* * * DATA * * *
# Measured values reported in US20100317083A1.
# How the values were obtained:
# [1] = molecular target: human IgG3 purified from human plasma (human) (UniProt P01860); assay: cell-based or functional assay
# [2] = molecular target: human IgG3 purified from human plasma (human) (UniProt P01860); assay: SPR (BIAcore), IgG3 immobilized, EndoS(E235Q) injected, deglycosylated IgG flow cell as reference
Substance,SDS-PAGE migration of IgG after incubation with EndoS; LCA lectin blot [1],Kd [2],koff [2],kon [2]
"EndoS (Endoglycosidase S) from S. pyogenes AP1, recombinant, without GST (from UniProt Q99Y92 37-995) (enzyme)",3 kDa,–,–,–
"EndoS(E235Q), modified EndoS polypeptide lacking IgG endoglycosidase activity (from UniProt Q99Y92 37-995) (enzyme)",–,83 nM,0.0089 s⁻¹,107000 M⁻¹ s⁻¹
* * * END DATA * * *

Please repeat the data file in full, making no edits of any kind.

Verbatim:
# Measured values reported in US20100317083A1.
# How the values were obtained:
# [1] = molecular target: human IgG3 purified from human plasma (human) (UniProt P01860); assay: cell-based or functional assay
# [2] = molecular target: human IgG3 purified from human plasma (human) (UniProt P01860); assay: SPR (BIAcore), IgG3 immobilized, EndoS(E235Q) injected, deglycosylated IgG flow cell as reference
Substance,SDS-PAGE migration of IgG after incubation with EndoS; LCA lectin blot [1],Kd [2],koff [2],kon [2]
"EndoS (Endoglycosidase S) from S. pyogenes AP1, recombinant, without GST (from UniProt Q99Y92 37-995) (enzyme)",3 kDa,–,–,–
"EndoS(E235Q), modified EndoS polypeptide lacking IgG endoglycosidase activity (from UniProt Q99Y92 37-995) (enzyme)",–,83 nM,0.0089 s⁻¹,107000 M⁻¹ s⁻¹